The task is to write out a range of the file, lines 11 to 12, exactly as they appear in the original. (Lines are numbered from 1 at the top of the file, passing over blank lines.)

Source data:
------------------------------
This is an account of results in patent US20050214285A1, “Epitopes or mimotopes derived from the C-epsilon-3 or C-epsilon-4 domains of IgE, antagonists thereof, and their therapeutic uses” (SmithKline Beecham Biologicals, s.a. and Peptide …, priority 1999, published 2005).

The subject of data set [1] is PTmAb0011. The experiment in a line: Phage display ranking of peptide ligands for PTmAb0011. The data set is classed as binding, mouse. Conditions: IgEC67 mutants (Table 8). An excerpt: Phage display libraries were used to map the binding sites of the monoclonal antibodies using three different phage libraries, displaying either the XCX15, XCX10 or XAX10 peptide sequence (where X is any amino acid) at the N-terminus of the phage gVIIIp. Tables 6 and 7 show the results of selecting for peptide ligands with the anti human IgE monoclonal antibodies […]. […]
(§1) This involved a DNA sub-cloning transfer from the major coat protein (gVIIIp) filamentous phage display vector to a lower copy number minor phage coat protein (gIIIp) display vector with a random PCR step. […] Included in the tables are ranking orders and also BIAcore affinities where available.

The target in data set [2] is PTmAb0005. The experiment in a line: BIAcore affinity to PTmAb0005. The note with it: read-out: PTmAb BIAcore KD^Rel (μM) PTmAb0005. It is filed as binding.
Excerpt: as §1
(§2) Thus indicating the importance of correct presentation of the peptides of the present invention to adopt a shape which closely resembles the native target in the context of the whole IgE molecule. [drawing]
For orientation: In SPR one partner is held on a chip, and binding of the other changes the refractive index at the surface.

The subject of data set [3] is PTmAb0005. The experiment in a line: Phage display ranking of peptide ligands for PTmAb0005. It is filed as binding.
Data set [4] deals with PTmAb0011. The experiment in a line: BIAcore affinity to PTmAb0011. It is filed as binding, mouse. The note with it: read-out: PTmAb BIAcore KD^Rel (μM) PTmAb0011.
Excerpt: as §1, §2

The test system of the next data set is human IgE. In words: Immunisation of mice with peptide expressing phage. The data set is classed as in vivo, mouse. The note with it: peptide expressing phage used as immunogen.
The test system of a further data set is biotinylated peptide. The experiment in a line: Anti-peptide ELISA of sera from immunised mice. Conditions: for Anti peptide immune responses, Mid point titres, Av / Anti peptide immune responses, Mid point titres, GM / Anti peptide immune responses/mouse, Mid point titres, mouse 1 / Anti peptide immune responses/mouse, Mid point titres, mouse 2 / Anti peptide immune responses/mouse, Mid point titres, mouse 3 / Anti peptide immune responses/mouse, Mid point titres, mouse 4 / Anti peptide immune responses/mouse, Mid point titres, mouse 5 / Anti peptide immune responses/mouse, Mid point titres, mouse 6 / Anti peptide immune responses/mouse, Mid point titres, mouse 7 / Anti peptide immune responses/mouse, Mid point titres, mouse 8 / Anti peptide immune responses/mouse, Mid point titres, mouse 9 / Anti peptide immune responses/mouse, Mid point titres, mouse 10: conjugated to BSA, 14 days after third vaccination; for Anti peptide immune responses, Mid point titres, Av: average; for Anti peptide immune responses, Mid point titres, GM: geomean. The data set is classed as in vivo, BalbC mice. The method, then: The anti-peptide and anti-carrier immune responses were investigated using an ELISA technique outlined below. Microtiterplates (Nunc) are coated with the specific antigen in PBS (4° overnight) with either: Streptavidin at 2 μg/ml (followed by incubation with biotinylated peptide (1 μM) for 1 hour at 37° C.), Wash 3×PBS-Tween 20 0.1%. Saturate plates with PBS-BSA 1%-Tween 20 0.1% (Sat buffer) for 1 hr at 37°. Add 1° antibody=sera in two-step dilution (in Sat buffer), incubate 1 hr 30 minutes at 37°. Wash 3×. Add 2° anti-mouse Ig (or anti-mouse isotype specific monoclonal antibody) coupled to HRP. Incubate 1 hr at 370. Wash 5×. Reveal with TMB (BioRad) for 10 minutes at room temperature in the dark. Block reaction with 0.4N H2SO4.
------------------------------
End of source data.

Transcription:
The test system of the next data set is human IgE. In words: Immunisation of mice with peptide expressing phage. The data set is classed as in vivo, mouse. The note with it: peptide expressing phage used as immunogen.
The test system of a further data set is biotinylated peptide. The experiment in a line: Anti-peptide ELISA of sera from immunised mice. Conditions: for Anti peptide immune responses, Mid point titres, Av / Anti peptide immune responses, Mid point titres, GM / Anti peptide immune responses/mouse, Mid point titres, mouse 1 / Anti peptide immune responses/mouse, Mid point titres, mouse 2 / Anti peptide immune responses/mouse, Mid point titres, mouse 3 / Anti peptide immune responses/mouse, Mid point titres, mouse 4 / Anti peptide immune responses/mouse, Mid point titres, mouse 5 / Anti peptide immune responses/mouse, Mid point titres, mouse 6 / Anti peptide immune responses/mouse, Mid point titres, mouse 7 / Anti peptide immune responses/mouse, Mid point titres, mouse 8 / Anti peptide immune responses/mouse, Mid point titres, mouse 9 / Anti peptide immune responses/mouse, Mid point titres, mouse 10: conjugated to BSA, 14 days after third vaccination; for Anti peptide immune responses, Mid point titres, Av: average; for Anti peptide immune responses, Mid point titres, GM: geomean. The data set is classed as in vivo, BalbC mice. The method, then: The anti-peptide and anti-carrier immune responses were investigated using an ELISA technique outlined below. Microtiterplates (Nunc) are coated with the specific antigen in PBS (4° overnight) with either: Streptavidin at 2 μg/ml (followed by incubation with biotinylated peptide (1 μM) for 1 hour at 37° C.), Wash 3×PBS-Tween 20 0.1%. Saturate plates with PBS-BSA 1%-Tween 20 0.1% (Sat buffer) for 1 hr at 37°. Add 1° antibody=sera in two-step dilution (in Sat buffer), incubate 1 hr 30 minutes at 37°. Wash 3×. Add 2° anti-mouse Ig (or anti-mouse isotype specific monoclonal antibody) coupled to HRP. Incubate 1 hr at 370. Wash 5×. Reveal with TMB (BioRad) for 10 minutes at room temperature in the dark. Block reaction with 0.4N H2SO4.